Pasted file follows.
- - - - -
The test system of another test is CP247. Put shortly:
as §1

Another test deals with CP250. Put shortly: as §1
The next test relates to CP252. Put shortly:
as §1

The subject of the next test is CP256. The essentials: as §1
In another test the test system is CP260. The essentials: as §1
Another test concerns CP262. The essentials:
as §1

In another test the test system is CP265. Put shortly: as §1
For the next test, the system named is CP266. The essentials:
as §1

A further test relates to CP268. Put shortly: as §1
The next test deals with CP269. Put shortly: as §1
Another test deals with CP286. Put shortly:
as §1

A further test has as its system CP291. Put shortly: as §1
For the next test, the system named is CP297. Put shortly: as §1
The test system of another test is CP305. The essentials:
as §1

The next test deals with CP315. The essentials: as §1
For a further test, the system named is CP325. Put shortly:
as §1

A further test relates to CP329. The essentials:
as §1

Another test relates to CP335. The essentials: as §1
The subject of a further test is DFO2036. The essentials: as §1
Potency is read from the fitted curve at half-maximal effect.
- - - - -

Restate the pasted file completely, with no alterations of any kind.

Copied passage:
The test system of another test is CP247. Put shortly:
as §1

Another test deals with CP250. Put shortly: as §1
The next test relates to CP252. Put shortly:
as §1

The subject of the next test is CP256. The essentials: as §1
In another test the test system is CP260. The essentials: as §1
Another test concerns CP262. The essentials:
as §1

In another test the test system is CP265. Put shortly: as §1
For the next test, the system named is CP266. The essentials:
as §1

A further test relates to CP268. Put shortly: as §1
The next test deals with CP269. Put shortly: as §1
Another test deals with CP286. Put shortly:
as §1

A further test has as its system CP291. Put shortly: as §1
For the next test, the system named is CP297. Put shortly: as §1
The test system of another test is CP305. The essentials:
as §1

The next test deals with CP315. The essentials: as §1
For a further test, the system named is CP325. Put shortly:
as §1

A further test relates to CP329. The essentials:
as §1

Another test relates to CP335. The essentials: as §1
The subject of a further test is DFO2036. The essentials: as §1
Potency is read from the fitted curve at half-maximal effect.